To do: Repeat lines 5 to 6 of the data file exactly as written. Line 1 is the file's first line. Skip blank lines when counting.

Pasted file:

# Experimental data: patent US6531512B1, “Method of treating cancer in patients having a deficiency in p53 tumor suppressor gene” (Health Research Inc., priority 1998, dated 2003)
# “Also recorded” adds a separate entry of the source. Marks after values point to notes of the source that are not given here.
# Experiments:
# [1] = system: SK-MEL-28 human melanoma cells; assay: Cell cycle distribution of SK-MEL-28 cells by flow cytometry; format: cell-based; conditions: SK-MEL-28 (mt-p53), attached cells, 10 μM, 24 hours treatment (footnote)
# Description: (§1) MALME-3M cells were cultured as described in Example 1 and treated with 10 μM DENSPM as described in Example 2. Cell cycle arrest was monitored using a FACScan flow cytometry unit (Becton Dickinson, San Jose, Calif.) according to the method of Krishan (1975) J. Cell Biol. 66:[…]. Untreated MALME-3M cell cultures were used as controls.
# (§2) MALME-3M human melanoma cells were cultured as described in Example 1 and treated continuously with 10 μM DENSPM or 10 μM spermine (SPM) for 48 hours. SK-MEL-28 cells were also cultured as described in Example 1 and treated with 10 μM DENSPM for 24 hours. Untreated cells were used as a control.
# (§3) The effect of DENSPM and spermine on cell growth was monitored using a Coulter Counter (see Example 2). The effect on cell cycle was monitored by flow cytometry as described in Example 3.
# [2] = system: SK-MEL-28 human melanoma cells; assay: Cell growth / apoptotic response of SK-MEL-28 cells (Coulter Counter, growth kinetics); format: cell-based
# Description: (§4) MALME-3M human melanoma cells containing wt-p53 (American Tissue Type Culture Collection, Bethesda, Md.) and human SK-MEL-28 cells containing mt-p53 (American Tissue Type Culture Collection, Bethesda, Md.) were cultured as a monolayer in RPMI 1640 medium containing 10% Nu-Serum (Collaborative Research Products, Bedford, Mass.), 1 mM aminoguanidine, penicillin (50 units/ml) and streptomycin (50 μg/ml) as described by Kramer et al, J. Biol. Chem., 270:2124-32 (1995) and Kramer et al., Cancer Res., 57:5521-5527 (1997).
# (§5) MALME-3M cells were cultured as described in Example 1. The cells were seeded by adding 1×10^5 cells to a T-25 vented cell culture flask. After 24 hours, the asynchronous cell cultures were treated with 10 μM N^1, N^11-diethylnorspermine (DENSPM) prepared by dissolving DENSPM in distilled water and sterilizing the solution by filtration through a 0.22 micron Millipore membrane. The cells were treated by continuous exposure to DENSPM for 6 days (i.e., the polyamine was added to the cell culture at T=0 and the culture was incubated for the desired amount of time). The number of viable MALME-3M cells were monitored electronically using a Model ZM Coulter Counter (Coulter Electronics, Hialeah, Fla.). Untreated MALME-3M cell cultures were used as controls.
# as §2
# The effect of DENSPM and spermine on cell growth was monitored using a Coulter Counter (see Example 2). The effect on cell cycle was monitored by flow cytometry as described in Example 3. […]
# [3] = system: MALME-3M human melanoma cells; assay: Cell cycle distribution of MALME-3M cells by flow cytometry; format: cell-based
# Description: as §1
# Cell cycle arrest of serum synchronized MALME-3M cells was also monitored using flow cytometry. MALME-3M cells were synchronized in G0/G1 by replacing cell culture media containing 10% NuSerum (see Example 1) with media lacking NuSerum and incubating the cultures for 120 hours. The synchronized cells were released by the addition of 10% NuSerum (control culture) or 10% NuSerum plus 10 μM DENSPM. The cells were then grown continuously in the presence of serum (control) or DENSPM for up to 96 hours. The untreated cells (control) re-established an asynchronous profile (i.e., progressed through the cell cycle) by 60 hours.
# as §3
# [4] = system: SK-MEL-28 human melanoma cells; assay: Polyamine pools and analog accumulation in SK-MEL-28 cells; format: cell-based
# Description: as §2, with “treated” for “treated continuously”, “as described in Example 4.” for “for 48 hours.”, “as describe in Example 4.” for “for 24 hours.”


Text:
# Description: (§1) MALME-3M cells were cultured as described in Example 1 and treated with 10 μM DENSPM as described in Example 2. Cell cycle arrest was monitored using a FACScan flow cytometry unit (Becton Dickinson, San Jose, Calif.) according to the method of Krishan (1975) J. Cell Biol. 66:[…]. Untreated MALME-3M cell cultures were used as controls.
# (§2) MALME-3M human melanoma cells were cultured as described in Example 1 and treated continuously with 10 μM DENSPM or 10 μM spermine (SPM) for 48 hours. SK-MEL-28 cells were also cultured as described in Example 1 and treated with 10 μM DENSPM for 24 hours. Untreated cells were used as a control.